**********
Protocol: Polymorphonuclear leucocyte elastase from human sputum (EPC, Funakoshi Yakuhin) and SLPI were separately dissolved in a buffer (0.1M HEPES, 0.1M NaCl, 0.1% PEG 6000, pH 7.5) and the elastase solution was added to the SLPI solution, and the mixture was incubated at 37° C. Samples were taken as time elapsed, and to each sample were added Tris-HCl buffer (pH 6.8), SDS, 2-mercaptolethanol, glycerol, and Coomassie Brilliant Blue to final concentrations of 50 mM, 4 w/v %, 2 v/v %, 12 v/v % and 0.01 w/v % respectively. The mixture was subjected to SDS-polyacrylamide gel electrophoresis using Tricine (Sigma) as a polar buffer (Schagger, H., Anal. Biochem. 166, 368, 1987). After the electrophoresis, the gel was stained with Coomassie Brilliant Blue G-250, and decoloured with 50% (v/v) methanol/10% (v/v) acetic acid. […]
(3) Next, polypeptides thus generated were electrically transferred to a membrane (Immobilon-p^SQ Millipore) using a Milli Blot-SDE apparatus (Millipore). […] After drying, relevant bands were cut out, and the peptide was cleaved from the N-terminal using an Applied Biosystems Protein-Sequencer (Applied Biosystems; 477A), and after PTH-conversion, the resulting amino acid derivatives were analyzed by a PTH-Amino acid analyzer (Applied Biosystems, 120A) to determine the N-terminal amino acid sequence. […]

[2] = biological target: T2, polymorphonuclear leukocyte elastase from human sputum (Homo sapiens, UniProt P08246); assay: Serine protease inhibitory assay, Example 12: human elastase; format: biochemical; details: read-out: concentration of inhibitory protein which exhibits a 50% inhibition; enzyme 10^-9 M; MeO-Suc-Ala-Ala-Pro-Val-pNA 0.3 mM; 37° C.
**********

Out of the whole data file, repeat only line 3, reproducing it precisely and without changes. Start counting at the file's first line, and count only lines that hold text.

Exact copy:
[2] = biological target: T2, polymorphonuclear leukocyte elastase from human sputum (Homo sapiens, UniProt P08246); assay: Serine protease inhibitory assay, Example 12: human elastase; format: biochemical; details: read-out: concentration of inhibitory protein which exhibits a 50% inhibition; enzyme 10^-9 M; MeO-Suc-Ala-Ala-Pro-Val-pNA 0.3 mM; 37° C.